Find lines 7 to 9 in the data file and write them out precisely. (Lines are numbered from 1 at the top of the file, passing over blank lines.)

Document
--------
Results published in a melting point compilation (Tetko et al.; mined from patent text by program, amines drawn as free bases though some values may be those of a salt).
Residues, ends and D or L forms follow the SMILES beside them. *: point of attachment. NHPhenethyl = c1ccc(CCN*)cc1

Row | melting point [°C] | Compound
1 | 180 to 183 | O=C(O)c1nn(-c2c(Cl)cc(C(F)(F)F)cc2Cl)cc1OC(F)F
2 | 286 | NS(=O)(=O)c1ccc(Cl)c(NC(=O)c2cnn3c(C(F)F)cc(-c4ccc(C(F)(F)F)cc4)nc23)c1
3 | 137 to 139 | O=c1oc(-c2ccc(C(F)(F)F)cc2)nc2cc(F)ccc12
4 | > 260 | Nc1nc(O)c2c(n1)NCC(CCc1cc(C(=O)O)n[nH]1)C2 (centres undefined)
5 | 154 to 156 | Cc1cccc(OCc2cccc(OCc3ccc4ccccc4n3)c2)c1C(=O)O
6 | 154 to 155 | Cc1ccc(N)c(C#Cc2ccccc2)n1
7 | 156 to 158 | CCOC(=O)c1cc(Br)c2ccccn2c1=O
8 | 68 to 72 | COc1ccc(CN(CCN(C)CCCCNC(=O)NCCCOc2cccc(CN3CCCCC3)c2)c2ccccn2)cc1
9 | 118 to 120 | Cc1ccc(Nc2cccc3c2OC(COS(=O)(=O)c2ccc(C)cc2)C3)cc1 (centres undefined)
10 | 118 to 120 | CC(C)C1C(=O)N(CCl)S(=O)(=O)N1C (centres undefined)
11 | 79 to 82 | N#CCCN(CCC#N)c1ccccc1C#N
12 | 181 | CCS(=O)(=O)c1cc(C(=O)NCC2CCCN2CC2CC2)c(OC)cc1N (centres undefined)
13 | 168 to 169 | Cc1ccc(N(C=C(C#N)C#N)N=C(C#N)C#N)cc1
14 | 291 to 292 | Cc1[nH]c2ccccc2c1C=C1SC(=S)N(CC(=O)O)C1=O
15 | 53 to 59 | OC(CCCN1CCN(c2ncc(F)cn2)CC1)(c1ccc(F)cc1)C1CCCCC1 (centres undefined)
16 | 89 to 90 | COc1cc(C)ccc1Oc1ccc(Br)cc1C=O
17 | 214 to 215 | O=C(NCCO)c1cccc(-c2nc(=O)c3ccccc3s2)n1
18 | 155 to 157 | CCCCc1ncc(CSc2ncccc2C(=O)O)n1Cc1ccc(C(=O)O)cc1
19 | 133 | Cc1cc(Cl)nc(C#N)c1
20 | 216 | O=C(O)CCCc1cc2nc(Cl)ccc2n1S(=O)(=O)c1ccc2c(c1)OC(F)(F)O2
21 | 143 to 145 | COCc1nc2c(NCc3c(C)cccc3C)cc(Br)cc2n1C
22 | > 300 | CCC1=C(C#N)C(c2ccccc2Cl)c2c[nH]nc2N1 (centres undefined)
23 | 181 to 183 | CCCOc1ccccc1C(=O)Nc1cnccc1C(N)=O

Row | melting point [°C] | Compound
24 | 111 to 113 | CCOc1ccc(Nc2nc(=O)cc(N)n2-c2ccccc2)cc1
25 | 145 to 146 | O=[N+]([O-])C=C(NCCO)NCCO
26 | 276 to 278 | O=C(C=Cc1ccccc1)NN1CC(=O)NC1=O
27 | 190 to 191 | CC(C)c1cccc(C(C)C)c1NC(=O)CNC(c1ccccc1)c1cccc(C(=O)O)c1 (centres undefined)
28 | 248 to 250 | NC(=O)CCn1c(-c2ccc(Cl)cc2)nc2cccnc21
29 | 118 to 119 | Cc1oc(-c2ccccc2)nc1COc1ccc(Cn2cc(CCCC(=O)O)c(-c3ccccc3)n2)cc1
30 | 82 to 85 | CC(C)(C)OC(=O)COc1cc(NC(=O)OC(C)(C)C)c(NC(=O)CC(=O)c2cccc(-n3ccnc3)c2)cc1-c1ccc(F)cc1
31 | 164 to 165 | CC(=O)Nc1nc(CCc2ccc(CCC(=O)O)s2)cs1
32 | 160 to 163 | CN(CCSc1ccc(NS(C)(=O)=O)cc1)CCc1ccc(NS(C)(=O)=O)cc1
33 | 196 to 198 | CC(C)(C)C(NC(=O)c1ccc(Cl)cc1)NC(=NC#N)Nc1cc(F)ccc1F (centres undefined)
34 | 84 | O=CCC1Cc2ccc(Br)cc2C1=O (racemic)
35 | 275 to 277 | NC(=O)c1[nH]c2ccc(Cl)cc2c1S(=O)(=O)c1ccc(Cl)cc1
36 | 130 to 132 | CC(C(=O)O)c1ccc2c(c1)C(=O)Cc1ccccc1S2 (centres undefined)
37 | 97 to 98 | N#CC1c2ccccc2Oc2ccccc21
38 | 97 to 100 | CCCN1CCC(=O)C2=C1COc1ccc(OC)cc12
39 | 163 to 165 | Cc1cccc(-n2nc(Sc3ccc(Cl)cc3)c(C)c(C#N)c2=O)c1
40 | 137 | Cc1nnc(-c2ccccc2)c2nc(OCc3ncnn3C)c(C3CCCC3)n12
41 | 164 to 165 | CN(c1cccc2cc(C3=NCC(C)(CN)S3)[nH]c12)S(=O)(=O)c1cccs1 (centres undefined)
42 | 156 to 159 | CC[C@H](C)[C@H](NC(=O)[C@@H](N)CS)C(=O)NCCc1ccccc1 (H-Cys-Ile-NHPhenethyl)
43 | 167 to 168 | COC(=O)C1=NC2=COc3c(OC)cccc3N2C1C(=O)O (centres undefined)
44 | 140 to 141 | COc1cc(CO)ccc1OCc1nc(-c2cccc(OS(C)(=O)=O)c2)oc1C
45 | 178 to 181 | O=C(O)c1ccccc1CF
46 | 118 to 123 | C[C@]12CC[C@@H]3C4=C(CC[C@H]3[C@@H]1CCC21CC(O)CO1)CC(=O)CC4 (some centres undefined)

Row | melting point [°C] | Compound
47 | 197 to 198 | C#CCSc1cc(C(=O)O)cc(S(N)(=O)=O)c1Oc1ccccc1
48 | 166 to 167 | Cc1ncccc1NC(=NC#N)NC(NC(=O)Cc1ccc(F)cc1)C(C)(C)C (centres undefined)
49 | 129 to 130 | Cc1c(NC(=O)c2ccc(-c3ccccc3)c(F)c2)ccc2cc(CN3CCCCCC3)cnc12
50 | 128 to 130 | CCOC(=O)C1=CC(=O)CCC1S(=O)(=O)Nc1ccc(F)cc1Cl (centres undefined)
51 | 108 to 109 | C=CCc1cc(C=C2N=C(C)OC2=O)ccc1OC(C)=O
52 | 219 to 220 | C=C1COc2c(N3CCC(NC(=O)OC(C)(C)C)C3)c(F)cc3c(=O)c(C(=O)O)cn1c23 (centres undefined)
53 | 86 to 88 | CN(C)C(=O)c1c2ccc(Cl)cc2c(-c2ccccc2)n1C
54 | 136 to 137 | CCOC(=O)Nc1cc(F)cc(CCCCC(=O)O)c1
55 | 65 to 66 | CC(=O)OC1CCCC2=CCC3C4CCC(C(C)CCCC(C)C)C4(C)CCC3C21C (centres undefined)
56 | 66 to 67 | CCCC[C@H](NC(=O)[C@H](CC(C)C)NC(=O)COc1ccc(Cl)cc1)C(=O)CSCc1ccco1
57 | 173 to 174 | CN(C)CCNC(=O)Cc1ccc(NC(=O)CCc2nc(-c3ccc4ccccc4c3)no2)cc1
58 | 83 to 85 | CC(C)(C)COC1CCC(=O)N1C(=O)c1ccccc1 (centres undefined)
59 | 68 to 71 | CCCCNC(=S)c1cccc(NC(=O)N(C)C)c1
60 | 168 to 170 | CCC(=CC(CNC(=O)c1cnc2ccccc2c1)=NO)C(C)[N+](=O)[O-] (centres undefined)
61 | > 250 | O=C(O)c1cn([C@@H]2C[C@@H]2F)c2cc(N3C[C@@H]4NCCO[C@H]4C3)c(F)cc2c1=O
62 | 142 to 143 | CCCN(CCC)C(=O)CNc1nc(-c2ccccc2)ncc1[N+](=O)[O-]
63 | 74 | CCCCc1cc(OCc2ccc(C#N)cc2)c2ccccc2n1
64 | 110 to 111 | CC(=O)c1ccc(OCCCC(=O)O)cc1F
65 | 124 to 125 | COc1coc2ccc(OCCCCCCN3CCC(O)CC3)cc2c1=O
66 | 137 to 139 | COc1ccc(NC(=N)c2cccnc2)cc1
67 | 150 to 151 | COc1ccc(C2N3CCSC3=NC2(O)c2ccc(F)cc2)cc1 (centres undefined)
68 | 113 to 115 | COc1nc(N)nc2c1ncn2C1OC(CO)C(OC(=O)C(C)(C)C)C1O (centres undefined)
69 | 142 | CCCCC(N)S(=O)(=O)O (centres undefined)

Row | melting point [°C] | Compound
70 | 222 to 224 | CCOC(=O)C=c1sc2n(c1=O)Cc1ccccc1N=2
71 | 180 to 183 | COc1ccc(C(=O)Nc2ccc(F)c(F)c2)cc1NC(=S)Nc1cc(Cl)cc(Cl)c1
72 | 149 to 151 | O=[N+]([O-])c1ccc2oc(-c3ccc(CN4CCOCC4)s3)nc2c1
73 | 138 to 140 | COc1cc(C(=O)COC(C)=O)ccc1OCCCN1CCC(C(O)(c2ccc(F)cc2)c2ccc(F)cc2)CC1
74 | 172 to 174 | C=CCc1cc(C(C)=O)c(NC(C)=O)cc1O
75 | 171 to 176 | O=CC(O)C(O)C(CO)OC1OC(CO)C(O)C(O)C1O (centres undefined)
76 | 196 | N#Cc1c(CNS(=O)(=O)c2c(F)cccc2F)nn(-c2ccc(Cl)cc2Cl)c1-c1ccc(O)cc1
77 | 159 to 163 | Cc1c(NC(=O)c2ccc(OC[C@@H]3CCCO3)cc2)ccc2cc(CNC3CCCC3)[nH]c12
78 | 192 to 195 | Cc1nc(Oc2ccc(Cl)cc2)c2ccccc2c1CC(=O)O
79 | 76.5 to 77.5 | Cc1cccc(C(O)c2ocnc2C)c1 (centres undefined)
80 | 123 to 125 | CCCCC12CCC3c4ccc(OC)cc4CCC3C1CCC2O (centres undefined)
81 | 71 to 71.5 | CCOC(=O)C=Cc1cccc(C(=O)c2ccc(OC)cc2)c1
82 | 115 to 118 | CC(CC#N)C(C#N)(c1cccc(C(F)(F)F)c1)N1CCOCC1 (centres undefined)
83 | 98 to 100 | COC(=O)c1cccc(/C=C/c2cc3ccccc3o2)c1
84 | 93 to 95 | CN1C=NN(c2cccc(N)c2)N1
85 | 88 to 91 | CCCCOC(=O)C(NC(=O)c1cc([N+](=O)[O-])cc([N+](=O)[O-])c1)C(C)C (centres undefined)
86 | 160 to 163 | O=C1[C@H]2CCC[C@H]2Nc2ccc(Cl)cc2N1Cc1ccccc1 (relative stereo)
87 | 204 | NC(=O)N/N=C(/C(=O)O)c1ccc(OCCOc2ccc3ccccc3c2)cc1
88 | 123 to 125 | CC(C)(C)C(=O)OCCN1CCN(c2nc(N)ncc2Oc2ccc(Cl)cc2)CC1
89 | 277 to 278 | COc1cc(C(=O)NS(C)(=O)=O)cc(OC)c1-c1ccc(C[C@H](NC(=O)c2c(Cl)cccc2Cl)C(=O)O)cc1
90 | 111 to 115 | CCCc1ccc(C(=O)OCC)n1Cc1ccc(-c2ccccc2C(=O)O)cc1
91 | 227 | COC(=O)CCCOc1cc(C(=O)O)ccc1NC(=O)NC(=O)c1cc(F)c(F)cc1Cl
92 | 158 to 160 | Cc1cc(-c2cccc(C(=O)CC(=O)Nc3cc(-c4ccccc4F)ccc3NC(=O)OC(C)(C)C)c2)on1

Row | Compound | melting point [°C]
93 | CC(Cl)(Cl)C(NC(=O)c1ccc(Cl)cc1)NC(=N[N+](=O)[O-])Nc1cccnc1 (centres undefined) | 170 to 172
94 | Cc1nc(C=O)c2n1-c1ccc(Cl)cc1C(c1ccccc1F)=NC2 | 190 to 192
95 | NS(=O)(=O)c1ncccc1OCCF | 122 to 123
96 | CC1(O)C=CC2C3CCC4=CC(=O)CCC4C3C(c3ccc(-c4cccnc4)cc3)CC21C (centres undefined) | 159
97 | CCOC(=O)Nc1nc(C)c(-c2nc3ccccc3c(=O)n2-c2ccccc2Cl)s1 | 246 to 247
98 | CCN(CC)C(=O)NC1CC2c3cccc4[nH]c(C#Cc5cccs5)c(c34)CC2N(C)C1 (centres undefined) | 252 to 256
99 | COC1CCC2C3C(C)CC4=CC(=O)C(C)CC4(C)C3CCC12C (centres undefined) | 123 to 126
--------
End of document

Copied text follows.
4 | > 260 | Nc1nc(O)c2c(n1)NCC(CCc1cc(C(=O)O)n[nH]1)C2 (centres undefined)
5 | 154 to 156 | Cc1cccc(OCc2cccc(OCc3ccc4ccccc4n3)c2)c1C(=O)O
6 | 154 to 155 | Cc1ccc(N)c(C#Cc2ccccc2)n1